Minority Ethnic Prisoners’ Perceptions and Knowledge of the Probation and Prison Services in the East of England (2003). A project commissioned by the East of England Probation Service in order to develop and implement a Race Relations Scheme.

 

Forthcoming events

 

Conference attendance

2017- invited panellist and keynote speaker- Public acceptability and service appetite Technology in Corrections Conference Prague 

 

2016- The Role of Self and Emotions Within Qualitative Data Analysis (with Dr Irene Zempi) 7th ESRC Research Methods Festival, 5-7 July 2016, University of Bath invited https://www.youtube.com/watch?v=oKtAsbEKg30 

 

2016- Digitization and the prison Criminal Justice Management Conference London invited panellist PRISON REFORM – HOW CAN TECHNOLOGY HELP DRIVE REHABILITATION? http://cjm-conference.co.uk/seminars/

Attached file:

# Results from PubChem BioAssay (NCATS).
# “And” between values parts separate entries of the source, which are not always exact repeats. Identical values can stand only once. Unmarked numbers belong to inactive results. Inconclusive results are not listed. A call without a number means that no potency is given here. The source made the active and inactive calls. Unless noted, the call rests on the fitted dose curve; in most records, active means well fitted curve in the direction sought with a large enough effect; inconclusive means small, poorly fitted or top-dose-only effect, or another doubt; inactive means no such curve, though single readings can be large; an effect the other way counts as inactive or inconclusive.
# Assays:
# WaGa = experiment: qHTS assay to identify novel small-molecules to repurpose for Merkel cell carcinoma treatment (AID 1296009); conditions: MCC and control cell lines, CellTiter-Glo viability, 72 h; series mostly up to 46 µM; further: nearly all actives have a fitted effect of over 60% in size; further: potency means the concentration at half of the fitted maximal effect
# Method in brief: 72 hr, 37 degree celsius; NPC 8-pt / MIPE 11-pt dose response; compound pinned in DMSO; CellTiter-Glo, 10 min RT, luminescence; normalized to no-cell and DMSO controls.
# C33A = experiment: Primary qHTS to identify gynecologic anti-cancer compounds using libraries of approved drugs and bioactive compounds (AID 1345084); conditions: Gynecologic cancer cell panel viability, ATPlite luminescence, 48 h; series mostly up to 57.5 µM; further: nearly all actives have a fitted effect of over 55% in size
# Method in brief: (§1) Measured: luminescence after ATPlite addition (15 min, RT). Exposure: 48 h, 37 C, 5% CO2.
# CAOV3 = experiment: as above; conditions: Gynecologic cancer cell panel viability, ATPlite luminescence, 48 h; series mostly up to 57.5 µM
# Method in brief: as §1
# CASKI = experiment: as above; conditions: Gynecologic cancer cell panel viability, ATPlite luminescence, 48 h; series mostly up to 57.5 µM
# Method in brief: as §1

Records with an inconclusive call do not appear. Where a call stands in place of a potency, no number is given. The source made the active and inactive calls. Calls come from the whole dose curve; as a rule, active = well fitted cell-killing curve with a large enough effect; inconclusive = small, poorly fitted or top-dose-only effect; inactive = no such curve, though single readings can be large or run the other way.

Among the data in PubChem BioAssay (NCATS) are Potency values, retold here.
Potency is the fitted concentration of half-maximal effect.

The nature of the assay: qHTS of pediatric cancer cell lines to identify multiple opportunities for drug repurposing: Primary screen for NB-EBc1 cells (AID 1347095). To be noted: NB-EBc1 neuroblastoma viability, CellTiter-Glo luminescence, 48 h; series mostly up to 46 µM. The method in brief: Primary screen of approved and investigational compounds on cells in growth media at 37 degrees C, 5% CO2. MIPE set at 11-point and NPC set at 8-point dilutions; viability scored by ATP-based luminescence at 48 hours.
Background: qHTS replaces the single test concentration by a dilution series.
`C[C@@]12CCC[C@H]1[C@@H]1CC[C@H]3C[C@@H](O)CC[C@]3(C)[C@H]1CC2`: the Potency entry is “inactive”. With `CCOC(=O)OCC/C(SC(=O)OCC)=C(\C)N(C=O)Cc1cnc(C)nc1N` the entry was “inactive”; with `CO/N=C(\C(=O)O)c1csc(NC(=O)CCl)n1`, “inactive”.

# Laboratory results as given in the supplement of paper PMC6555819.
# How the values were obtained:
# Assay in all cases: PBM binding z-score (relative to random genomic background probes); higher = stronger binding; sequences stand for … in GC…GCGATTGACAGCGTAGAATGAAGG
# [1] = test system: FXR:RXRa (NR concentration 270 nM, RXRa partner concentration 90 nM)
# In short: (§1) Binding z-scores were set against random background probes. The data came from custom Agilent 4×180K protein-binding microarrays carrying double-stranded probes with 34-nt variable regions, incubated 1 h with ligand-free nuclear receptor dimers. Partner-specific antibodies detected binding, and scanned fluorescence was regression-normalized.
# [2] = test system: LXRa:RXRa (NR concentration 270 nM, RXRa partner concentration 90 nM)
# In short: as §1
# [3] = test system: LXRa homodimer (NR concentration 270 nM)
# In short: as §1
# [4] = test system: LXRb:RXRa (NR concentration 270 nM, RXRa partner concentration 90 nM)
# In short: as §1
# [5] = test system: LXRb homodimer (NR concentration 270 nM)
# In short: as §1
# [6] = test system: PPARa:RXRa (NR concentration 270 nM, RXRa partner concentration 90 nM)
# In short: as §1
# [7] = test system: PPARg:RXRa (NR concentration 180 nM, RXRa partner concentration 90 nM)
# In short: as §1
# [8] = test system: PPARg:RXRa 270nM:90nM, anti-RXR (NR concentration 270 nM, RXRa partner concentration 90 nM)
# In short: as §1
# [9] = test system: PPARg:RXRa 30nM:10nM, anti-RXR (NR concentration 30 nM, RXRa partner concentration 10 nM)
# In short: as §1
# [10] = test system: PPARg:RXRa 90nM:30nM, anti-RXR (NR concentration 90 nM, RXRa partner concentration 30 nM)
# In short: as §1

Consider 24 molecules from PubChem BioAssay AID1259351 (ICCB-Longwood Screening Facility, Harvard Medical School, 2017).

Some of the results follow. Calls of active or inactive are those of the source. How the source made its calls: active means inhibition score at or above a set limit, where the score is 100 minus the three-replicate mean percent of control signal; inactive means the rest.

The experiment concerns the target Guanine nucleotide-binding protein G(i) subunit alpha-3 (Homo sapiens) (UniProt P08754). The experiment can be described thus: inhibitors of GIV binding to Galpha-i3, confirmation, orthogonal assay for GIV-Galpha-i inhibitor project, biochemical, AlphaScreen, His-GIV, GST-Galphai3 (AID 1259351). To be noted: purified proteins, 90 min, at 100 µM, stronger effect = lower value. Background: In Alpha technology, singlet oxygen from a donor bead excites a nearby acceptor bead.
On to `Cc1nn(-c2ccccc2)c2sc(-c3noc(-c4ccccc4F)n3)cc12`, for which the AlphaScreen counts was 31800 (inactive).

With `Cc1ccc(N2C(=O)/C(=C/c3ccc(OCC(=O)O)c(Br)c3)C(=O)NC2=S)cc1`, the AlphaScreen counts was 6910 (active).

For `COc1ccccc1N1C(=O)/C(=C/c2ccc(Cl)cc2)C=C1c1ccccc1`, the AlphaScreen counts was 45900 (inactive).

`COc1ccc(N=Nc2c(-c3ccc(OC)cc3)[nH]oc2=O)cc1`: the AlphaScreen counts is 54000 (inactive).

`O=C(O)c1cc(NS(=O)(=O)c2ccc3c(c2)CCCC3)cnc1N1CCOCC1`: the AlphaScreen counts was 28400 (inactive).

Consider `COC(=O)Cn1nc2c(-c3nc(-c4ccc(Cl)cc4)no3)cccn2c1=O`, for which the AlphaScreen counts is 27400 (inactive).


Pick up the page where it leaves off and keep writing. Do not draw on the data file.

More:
2016- Digitizing the Prison: Added value of the use of internet by inmates Europris Workshop ICT in Prisons Sintra Portugal http://www.europris.org/ict-in-prisons/ - invited speaker 

 

2016- What in-cell digital technologies can do for our prisoners and prisons 

Department of Sociology Nottingham Trent University Seminar Series invited speaker 

 

2015- What digital technologies can offer patients and secure hospitals- Technology in a Secure Setting Conference 25th November 2015 Guild Lodge Hospital– invited speaker 

 

2015- What in-cell digital technologies can do for our prisoners and prisons 

THE FUTURE OF CRIMINAL JUSTICE MANAGEMENT Conference Dec 2015 University of Salford- invited speaker 

 

2015- Digital Landscape in European and American Corrections - Invited Key Note Speaker EuroPris- Corrections Digital Technology Conference Barcelona http://www.europris.org/technology-in-corrections-challenges-for-the-future/